By Jim O’Neal
In 1966, the American Society of Civil Engineers started a new honor category, “Historic Civil Engineering Landmarks.” The Bollman Truss Railroad Bridge in Savage, Md., was the first to receive this distinction and it remains the only example of an all-metal bridge design used on a railroad. Eventually, they got around to the Brooklyn Bridge and it was added in 1972 as the 27th project recognized.
There is something appealing about bridges and the Brooklyn Bridge surpasses them all. It was the biggest, most famous in the world and is an enduring testament to American ingenuity and spirit. More than a mile long and connecting Manhattan and Brooklyn by spanning the East River, its enormous granite towers loomed higher than anything ever seen. Higher than any building in New York or any structure on the North American continent, it became “The Thing” every visitor to NYC craved to see and a spectacle that awed tens of millions of immigrants.
Its designer, the brilliant John Augustus Roebling, promised – with characteristic immodesty – a stunning example of great engineering combined with unique artistic visual effects. Roebling had perfected the suspension form, with bridges at Niagara, Pittsburgh and Cincinnati, and the masterpiece over the East River was to be his crowning project. Tragically, he died in 1869 before the design was complete after a freak accident crushed his toes. The amputation that followed exposed him to tetanus; another vivid example of the hazards associated with non-sterile medical practices combined with the absence of anti-bacterial drugs.
Fortunately, his son, Washington Roebling, possibly the only other person qualified to take over, was available. A Civil War veteran, he was admired for his intelligence, decisiveness and courage … qualities essential to surmounting the many obstacles ahead. His fearless dedication exposed him to all the potential dangers involved, but he too fell victim to a physical ailment that curtailed his involvement. He spent the next 14 years in confinement, watching over the work with a telescope from a window in his house.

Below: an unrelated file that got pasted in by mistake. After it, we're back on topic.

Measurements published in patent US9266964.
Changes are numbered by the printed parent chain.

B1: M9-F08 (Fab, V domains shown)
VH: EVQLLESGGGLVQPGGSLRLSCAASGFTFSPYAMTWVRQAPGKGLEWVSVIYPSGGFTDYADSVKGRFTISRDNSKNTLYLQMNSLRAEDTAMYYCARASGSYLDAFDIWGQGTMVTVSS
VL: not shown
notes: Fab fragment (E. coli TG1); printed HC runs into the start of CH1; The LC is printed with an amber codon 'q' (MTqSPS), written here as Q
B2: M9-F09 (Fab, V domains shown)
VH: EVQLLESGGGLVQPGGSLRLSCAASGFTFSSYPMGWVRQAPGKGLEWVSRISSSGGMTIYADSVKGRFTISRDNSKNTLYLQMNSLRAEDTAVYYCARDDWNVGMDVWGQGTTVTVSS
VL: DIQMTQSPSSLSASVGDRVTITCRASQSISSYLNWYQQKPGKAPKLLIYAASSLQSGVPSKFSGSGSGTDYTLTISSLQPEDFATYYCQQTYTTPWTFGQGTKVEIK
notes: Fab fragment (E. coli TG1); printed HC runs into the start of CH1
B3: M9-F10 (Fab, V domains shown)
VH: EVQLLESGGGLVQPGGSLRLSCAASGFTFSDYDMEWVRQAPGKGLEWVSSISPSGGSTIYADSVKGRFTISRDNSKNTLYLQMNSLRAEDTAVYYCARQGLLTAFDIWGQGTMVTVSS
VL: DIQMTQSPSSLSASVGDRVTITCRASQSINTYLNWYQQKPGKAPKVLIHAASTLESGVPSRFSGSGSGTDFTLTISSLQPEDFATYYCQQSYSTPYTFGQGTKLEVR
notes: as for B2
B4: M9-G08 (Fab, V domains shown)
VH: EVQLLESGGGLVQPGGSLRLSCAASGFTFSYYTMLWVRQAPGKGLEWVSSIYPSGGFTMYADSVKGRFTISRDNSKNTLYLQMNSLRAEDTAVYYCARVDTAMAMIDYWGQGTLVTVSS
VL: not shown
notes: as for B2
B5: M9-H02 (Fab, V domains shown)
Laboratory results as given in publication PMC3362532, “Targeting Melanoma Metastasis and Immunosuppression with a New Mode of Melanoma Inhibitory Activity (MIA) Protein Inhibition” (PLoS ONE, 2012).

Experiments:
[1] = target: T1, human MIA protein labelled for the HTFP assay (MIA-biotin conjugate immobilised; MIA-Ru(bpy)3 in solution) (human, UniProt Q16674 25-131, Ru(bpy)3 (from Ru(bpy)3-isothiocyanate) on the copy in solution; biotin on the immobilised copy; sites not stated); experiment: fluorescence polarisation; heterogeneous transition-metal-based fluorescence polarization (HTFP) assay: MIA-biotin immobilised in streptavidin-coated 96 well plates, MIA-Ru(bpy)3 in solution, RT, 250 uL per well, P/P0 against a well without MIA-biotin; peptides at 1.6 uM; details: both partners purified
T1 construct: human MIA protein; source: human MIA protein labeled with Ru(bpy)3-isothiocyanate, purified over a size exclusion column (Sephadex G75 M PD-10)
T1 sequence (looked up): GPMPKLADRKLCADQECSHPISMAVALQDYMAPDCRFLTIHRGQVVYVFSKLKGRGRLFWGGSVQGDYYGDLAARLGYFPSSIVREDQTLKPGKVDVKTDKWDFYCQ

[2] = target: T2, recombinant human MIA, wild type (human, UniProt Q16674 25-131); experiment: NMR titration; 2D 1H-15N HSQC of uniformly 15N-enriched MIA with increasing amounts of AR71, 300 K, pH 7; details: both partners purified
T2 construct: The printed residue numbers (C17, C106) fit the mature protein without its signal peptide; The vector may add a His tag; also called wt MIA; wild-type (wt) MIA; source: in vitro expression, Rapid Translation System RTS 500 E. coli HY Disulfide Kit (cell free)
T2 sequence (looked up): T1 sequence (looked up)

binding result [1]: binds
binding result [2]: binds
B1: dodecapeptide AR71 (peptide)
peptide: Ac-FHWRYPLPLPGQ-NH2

Again, fortune prevailed as his wife, Emily Warren Roebling, visited the site several times a day to appraise the progress firsthand. She also handled the press and the project trustees, gradually becoming familiar with every detail and a remarkable asset for her husband. But because he was never seen, rumors were rampant that Washington had lost his mind and that this daring, great project was actually being run by a woman! In fact, when the towers were complete and the long span was safe, the first horse and carriage to cross included Emily Roebling carrying a rooster as a symbol of triumph.
The bridge opened on May 24, 1883, and President Chester Arthur rode in one of the 1,800 vehicles that crossed it, along with 130,000 people. The fireworks celebration that night was the most spectacular ever seen. The only major incident came six days later when a woman fell down some wooden stairs, causing a stampede that resulted in at least 12 deaths. P.T. Barnum tried to get permission to restore confidence in the bridge’s safety, but it would take a year until May 17, 1884, before he led his famous Jumbo and 21 other elephants across the bridge in a grand show of stability.
Initially, the bridge was designed to provide more space for Manhattan by boosting access to nearby Brooklyn. No one had thought about growing cities up instead of expanding out. As the amazing NYC skyline reminds us today, that was soon to change.
Intelligent Collector blogger JIM O’NEAL is an avid collector and history buff. He is president and CEO of Frito-Lay International [retired] and earlier served as chair and CEO of PepsiCo Restaurants International [KFC Pizza Hut and Taco Bell].